I know the peace process is last on anyone’s agenda today, and furthest from the minds of our elected representatives in particular. But if there is one list I can count on not to let any of us forget, it is Meretz. They will continue to drop those buzzwords in the papers and at committee meetings without hesitance, to responses ranging from embarrassed to amused to incensed. They will continue to be unpopular and awkward and chided for speaking out of turn. And they will continue to talk about peace until someone, anyone, will listen.

It’s so easy to be tempted by the soothing populism of the media personalities and their centrist coalitions. Or to let sleeping dogs lie, at least until things calm down a little. But as the vestiges of the plague disperse, so do the hopes and dreams that we came so close to achieving. This is not the time to lay our ambitions aside, but to pursue them all the more relentlessly, with all the new opportunities providence or circumstance have provided us. We have an abundance of vaccines and PPE equipment, and we have neighbors in need. We have fuel, water and medicine that could be translated into goodwill enough to transform the diplomatic landscape. There is so much remaining for us to achieve, so much more we could leave for our children, while they are still children – if we are but reminded to.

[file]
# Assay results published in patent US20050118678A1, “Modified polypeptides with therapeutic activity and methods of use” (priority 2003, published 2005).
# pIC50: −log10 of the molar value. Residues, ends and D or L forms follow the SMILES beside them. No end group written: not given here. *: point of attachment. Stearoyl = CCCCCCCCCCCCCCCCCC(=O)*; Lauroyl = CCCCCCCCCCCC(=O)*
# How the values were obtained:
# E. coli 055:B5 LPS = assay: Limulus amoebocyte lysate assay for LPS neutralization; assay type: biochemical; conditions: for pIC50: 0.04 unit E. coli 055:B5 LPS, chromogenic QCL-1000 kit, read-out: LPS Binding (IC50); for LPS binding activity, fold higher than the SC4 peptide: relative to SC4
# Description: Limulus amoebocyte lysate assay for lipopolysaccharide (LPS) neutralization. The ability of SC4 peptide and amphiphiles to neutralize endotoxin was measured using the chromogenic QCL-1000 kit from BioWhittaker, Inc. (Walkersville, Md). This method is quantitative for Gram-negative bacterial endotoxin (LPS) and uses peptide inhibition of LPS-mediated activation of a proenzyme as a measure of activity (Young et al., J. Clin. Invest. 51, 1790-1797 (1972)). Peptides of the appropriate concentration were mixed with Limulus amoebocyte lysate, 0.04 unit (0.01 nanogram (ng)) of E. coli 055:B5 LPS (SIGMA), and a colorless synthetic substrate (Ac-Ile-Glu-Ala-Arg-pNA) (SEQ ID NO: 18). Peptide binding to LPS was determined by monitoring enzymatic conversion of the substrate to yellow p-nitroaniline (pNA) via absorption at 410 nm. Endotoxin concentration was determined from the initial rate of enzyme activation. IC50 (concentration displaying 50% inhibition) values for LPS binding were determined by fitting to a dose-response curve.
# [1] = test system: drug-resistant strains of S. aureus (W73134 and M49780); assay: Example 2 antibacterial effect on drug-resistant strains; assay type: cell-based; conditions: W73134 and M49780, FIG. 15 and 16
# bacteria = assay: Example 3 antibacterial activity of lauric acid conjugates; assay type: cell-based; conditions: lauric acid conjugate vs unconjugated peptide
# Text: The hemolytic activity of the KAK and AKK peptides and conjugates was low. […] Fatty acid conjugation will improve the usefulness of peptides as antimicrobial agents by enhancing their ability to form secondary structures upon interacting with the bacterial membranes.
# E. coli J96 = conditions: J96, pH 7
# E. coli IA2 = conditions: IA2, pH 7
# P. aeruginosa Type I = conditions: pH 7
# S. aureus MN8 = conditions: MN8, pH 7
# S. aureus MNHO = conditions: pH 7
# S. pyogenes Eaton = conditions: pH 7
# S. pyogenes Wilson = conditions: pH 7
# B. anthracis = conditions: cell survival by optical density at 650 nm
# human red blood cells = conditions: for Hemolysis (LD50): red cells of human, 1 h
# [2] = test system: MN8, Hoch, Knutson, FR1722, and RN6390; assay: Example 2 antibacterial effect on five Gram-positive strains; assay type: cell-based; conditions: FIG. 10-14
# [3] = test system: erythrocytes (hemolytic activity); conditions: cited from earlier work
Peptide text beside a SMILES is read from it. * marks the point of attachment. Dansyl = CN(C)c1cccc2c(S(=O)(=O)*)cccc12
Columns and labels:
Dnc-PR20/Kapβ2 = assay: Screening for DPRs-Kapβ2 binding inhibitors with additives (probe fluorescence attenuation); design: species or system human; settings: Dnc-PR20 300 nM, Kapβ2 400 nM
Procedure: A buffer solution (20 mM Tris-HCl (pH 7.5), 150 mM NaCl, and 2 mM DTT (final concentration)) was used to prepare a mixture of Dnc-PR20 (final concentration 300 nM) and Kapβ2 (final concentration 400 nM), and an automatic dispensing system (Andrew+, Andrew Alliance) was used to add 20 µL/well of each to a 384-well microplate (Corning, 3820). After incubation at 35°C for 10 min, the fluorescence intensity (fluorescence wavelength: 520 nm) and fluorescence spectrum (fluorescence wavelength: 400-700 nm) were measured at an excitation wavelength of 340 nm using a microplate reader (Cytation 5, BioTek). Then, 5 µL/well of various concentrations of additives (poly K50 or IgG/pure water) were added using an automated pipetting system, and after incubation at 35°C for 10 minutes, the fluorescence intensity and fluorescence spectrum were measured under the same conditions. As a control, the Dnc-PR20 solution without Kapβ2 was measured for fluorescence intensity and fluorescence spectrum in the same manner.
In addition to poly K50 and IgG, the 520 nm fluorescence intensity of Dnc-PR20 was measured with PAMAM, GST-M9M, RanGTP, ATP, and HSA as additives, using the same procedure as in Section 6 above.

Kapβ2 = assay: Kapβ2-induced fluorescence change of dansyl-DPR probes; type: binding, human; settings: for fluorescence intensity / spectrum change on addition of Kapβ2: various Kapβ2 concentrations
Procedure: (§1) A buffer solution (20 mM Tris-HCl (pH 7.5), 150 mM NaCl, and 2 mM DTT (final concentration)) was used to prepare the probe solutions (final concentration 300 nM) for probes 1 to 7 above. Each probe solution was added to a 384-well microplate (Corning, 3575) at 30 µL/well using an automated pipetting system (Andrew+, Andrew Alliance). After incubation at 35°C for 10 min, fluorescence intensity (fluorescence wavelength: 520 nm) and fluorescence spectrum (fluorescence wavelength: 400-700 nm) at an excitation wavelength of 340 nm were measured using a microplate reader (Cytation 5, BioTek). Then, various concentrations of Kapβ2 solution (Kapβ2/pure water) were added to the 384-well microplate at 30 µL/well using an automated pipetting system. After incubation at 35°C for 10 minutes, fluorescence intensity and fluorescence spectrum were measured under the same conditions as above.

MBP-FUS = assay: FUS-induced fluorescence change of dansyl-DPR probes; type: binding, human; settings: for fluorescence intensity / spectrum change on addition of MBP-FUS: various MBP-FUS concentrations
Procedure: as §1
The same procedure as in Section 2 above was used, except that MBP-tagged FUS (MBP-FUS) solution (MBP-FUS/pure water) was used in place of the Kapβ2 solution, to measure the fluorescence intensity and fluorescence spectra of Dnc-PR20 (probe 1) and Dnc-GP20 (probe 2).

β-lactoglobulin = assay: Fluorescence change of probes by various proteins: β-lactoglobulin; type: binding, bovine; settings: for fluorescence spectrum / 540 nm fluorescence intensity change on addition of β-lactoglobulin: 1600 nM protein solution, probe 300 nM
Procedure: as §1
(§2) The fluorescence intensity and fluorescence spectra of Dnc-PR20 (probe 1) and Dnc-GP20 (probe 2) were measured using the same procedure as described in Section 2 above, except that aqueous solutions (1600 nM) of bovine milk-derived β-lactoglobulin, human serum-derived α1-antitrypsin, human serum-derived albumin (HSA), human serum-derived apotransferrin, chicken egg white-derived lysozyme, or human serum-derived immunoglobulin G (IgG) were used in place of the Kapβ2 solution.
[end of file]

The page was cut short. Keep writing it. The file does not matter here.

We are living in a world emerging from a bad dream, and in that emergence, there will be transformations large and small, some by circumstance, and some by design. Israel emerges from this bad dream stronger than most, and with opportune elections granting us the chance to determine our trajectory anew. We have the power to reshape our region and our world as it should have been from the start, to establish novel relationships of trust and mutual respect with our neighbors. We’ve done it with so many other countries – why not here? The momentum is here. The opportunity is here. Do we dare not to seize it?

Tomorrow I’ll be voting Meretz, tired and true, never forgetting those dreams. Perhaps some of you out there will as well.

About the Author
I was raised in a small Ultra-Orthodox community in Milwaukee, and made Aliya at the age of 18. I volunteered in the IDF and continue to serve in the reserves. Today I work and research in the field of law, while enthusiastically pursuing my hobbies of historical and political research and discourse. I am a husband and father of three.